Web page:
When someone asks for some lemons, it's no big deal. However, when someone asks for, say, three lemons, it makes us wonder what those lemons might be for and why they would need such a specific number of them.
In several places, Coleridge provides a very specific number for things. By now, we know he's such a sly dog that he'd never give us such a specific description without meaning something by it. Though a couple are more folklore-related, most of the numbers are religious symbols of some sort. That's no surprise, considering that symbolic numbers pop up quite a bit in just about every religious tradition in history.
Line 10: The numbers here tell us that it's midnight. The poem opens right at the start of the "witching hour," that hour of the night where the veil between the world of the living and the world of the spirits is thinnest and when witches and other spooky folks have the most power. This is yet another neon warning sign that something bad is about to happen.
Line 12: We already know that it's midnight, and that the dog howls once each quarter-hour plus twelve times for the hour—just like a clock tower. Seems simple enough, right? Well, maybe not. Just as Coleridge gives us a little math lesson to remind us that twelve plus four is sixteen (thanks for that, Sammy), he drops the bomb that there's a ghost hanging out with the dog. Reading forward a little, we understand that this ghost is Christabel's mother. Placing the number and the appearance of Christabel's mother so close together (especially when her sudden appearance seems like a total non-sequitur) makes us feel like the speaker is trying to tell us something. In the Bible, the number sixteen shows up as a symbol of God's never-ending love. Here, it may symbolize a mother's never-ending love and protection for her child, even after that mother is dead.
Line 49: The number one is singular, of course, but it is also contained in everything else (we can't have two sandwiches without having one to start with). Here the one leaf represents the presence of two opposing forces within one thing—spring and winter, life and death, good and evil. It's telling us that within us of all there exists the potential for both good and evil. Hey, it looks like one isn't so lonely after all.
Line 81: In Christianity, the number five represents God's grace. In some folklore, it's only a pack of five men on white horses who can hope to catch a vampire. Again, this gives us a pretty big hint about Geraldine's true nature.
Line 201: Bells are a traditional part of a wedding day, so talking about bells being rung on that day is no big deal. However, Christabel specifically says that the bells will be rung twelve times on her wedding day, which could be considered in a couple different ways. First, as a Christian symbol, the number twelve is supposed to be a sacred number. It symbolizes God's power and authority. Ringing the bells twelve times on a wedding day would be a blessing for the couple, letting them know that their bond has been made with the authority of God. That would probably make Christabel's mom happy, even in the afterlife. What probably won't make Christabel's mom happy is that it's possible that Coleridge intended for us to understand that Christabel is already married—to Geraldine. Remember the beginning of the poem when the narrator tells us the bells rang twelve times to mark midnight? Christabel's mother was there to hear them too if the dog really is seeing her ghost. To add to this weirdness, Christabel even carries her bride over the threshold of the castle in lines 131-132. It's not a literal marriage, of course, but it does appear that, literal or not, the couple consummates that marriage that night as well. Christabel's mother doesn't show up again as a ghost after she's shooed away by Geraldine in the room that contained their wedding bed. It's layers like this that make this poem so interesting, and very likely explains why Coleridge worked so hard on it yet never finished it. This level of complexity is hard work.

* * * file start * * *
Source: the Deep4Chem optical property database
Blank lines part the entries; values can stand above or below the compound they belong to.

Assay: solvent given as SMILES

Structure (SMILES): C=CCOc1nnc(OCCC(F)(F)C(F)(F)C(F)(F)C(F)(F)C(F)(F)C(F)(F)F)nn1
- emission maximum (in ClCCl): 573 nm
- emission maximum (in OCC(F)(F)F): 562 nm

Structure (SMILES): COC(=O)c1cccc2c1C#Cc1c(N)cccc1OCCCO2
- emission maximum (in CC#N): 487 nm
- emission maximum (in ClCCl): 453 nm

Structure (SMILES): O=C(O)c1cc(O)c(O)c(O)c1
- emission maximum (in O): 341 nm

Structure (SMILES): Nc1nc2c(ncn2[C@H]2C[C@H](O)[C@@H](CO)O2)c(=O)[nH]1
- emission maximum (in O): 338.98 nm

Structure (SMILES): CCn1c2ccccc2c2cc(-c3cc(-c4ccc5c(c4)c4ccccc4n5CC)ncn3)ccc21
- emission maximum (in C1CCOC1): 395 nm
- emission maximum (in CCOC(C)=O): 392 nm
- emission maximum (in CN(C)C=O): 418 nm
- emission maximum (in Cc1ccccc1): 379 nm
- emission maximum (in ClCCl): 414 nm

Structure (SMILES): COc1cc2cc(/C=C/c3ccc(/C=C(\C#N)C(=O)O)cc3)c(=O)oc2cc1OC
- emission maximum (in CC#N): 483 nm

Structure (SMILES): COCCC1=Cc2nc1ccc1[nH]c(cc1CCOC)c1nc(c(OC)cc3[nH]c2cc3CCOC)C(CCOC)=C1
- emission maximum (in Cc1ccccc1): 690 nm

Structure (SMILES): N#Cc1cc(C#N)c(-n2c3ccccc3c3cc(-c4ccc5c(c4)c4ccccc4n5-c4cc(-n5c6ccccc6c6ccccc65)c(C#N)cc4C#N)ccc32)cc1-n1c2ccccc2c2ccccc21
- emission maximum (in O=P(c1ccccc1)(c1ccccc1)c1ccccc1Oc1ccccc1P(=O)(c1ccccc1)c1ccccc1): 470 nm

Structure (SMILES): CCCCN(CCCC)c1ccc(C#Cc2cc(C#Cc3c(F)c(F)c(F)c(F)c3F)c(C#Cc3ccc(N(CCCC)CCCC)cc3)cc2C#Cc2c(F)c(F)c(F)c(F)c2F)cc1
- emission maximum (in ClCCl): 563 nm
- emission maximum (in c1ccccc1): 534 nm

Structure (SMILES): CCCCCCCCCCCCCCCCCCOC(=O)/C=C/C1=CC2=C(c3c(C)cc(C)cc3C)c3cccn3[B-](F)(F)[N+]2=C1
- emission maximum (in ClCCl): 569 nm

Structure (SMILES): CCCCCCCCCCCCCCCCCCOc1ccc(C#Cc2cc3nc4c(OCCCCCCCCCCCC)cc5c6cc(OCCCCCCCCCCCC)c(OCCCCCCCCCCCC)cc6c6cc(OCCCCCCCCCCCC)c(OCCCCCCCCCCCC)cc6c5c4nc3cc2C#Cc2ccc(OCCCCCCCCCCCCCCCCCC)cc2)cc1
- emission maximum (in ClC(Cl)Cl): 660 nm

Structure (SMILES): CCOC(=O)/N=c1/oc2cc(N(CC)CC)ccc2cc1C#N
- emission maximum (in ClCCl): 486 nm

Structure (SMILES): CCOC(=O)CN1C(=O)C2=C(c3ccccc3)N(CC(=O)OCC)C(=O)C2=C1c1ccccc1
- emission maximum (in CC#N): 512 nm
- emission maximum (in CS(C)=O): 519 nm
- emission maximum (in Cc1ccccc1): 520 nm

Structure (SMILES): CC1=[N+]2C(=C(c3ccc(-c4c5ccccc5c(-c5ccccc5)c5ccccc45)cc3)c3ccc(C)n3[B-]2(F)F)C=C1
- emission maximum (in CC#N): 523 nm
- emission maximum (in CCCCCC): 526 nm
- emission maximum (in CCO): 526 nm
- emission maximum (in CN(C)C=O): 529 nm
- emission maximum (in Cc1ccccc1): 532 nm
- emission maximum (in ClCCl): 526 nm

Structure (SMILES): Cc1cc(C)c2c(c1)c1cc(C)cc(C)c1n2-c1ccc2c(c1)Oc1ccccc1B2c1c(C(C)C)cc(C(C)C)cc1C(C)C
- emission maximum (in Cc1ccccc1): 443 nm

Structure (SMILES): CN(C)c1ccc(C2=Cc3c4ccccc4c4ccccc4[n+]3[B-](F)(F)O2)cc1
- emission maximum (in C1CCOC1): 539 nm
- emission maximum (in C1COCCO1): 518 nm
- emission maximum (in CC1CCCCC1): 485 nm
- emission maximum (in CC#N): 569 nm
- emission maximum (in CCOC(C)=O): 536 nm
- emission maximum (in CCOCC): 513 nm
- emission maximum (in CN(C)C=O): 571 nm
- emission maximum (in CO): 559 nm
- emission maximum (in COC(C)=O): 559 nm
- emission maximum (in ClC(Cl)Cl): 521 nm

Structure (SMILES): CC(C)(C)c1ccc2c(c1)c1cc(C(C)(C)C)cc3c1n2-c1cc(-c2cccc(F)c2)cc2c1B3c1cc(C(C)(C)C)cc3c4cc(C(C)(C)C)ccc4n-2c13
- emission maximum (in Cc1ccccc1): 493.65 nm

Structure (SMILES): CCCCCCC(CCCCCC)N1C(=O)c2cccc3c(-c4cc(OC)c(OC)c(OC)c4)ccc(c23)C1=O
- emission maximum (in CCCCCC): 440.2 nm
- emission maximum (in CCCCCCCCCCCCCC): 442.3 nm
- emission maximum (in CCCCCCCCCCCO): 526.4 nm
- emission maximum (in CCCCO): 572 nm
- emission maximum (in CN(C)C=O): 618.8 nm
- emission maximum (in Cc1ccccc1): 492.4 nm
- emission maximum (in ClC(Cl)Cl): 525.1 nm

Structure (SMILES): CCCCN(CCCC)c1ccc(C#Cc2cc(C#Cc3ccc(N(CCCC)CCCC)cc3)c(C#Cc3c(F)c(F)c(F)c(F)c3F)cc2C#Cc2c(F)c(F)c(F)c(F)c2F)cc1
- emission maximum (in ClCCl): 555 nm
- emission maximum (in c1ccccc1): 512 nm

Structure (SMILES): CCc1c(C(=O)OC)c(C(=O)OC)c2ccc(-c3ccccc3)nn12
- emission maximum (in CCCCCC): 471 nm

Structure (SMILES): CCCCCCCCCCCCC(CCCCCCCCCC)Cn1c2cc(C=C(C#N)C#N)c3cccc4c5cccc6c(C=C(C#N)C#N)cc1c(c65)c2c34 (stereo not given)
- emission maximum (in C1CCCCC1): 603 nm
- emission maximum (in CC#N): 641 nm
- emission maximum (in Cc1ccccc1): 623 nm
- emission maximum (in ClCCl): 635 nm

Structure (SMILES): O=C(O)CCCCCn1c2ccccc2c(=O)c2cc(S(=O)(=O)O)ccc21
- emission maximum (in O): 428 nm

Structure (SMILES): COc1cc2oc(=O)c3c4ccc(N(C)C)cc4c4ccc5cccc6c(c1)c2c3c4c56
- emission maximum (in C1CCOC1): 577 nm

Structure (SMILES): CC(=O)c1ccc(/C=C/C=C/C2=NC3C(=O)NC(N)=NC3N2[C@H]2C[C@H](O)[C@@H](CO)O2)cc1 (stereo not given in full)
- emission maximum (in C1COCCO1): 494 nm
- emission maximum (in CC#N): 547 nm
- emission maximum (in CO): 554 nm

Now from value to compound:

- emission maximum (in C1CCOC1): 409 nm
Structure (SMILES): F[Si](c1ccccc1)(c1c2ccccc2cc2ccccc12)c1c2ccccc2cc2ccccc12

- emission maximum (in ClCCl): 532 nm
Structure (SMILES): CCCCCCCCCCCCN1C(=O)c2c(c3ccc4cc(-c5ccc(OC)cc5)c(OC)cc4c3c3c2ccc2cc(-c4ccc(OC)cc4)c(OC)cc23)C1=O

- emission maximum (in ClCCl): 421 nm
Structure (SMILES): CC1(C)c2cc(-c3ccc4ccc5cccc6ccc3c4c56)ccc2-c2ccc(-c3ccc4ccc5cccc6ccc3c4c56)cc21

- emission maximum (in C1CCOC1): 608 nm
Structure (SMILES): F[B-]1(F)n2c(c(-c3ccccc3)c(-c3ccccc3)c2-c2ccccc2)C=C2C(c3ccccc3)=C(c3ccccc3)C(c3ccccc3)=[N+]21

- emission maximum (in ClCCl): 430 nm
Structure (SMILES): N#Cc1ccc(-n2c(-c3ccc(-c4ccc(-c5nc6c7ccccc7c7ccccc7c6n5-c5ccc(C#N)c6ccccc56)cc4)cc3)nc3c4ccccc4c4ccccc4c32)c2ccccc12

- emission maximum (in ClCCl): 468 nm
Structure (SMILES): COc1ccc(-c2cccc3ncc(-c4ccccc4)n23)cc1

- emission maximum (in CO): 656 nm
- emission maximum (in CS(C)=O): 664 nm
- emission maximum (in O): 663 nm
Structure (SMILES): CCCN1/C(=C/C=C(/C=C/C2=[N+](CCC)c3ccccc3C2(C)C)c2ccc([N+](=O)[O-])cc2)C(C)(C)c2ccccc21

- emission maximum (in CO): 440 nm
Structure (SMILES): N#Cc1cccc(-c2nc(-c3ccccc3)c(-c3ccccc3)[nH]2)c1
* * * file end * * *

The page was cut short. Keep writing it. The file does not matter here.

Line 305: One single hour is all Geraldine needed to completely corrupt poor Christabel. Specifically, that one hour was the witching hour, so that probably helped make the job easier.
Line 341: This one is a bit tough. We know it's important, since the Baron has specified such a specific number of beads (or prayers) that the sexton must pray each morning with the bells. Still, why 45? The number has no real significance in Christianity, paganism, or anything else, really. Perhaps Christabel's mother was 45 when she gave birth (which could help explain why she died, since older mothers are at higher risk for complications during pregnancy and childbirth even today). All the same, it seems highly unusual for a woman that age to be giving birth at that time. Perhaps its significance is in the fact that the number isn't significant at all. It may be a symbol of how Sir Leoline is just a little bit crazy due to the grief of losing his wife. Only a mad man would be so very specific with something so wildly arbitrary.